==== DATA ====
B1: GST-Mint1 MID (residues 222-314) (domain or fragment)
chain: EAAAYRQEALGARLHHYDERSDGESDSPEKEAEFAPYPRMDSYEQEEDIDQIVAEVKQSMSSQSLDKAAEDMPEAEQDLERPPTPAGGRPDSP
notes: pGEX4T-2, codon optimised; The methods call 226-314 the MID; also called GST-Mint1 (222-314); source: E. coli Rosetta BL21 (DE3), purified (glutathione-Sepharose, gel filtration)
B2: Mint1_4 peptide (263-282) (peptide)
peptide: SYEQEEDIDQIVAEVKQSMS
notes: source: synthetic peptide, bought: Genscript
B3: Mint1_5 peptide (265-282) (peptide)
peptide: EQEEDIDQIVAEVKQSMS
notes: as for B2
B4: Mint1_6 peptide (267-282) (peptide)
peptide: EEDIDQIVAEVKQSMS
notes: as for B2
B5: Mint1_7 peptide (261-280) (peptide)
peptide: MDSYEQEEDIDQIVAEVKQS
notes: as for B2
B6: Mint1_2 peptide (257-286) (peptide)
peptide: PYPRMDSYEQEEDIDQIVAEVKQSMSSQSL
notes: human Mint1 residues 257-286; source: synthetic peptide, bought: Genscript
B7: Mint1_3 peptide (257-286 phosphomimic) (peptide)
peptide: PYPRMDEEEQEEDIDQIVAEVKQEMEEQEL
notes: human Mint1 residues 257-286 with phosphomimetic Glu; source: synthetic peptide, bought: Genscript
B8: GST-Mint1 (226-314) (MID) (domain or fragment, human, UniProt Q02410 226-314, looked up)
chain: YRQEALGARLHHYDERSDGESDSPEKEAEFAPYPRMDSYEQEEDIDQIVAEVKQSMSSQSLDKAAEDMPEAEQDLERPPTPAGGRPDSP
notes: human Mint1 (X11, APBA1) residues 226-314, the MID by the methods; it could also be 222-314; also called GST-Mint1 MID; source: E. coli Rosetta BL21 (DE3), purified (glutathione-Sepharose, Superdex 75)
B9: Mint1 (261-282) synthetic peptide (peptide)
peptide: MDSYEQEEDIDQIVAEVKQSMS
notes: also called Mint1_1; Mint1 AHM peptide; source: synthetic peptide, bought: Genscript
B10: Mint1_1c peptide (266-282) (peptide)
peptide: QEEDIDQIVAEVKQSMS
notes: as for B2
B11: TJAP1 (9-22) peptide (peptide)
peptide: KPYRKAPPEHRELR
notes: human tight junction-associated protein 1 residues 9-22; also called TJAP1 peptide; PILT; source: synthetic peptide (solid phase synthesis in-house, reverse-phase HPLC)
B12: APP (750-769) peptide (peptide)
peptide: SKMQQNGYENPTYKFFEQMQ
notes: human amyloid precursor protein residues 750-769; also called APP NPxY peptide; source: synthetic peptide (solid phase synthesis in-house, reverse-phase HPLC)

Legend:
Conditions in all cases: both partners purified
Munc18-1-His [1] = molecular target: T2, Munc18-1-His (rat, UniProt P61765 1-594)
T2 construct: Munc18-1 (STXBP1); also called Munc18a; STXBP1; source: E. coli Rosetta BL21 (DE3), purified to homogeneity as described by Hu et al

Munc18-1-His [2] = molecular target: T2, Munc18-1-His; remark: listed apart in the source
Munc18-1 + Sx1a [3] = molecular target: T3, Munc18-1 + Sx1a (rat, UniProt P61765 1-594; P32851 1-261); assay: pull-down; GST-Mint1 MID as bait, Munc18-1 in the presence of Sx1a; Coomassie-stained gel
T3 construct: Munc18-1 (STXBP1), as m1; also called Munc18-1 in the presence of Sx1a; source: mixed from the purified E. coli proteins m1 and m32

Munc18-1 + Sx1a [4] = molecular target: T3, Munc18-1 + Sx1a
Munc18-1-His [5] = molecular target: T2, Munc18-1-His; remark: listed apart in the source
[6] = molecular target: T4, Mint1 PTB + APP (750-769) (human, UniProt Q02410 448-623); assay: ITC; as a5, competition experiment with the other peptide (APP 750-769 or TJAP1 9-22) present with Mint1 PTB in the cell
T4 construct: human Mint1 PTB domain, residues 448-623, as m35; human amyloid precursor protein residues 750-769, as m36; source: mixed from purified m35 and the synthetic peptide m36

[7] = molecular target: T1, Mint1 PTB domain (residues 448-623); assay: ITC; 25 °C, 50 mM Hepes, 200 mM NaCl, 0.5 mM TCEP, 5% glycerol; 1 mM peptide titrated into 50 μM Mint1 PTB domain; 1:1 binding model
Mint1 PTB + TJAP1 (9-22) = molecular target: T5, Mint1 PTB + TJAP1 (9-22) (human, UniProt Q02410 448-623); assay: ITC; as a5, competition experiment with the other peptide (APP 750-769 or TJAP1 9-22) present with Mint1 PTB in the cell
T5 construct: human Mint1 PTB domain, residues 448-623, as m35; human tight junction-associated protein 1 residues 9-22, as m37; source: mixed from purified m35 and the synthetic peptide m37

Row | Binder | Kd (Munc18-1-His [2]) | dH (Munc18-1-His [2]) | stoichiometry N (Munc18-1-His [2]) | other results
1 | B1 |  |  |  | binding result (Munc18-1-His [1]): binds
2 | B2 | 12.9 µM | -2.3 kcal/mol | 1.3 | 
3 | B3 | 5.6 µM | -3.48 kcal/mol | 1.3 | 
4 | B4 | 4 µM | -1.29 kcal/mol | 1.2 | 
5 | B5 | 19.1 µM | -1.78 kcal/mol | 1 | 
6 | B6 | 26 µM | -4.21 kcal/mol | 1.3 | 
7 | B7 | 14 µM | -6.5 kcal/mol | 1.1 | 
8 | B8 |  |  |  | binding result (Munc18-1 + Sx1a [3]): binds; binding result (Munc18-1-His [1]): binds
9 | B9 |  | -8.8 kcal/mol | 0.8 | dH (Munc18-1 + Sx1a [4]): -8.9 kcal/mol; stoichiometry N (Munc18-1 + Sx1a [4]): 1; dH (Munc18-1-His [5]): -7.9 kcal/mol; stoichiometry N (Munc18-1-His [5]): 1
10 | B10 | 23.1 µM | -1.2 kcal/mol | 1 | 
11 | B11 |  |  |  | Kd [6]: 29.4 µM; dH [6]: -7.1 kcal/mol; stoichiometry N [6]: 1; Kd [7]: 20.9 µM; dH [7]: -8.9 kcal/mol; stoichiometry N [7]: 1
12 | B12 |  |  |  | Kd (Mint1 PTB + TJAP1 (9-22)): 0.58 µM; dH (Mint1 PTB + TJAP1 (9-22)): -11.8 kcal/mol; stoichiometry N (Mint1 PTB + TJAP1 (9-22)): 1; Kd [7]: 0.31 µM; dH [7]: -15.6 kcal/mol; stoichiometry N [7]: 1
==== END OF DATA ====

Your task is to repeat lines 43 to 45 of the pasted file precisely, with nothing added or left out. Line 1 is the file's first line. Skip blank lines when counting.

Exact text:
T3 construct: Munc18-1 (STXBP1), as m1; also called Munc18-1 in the presence of Sx1a; source: mixed from the purified E. coli proteins m1 and m32

Munc18-1 + Sx1a [4] = molecular target: T3, Munc18-1 + Sx1a
Munc18-1-His [5] = molecular target: T2, Munc18-1-His; remark: listed apart in the source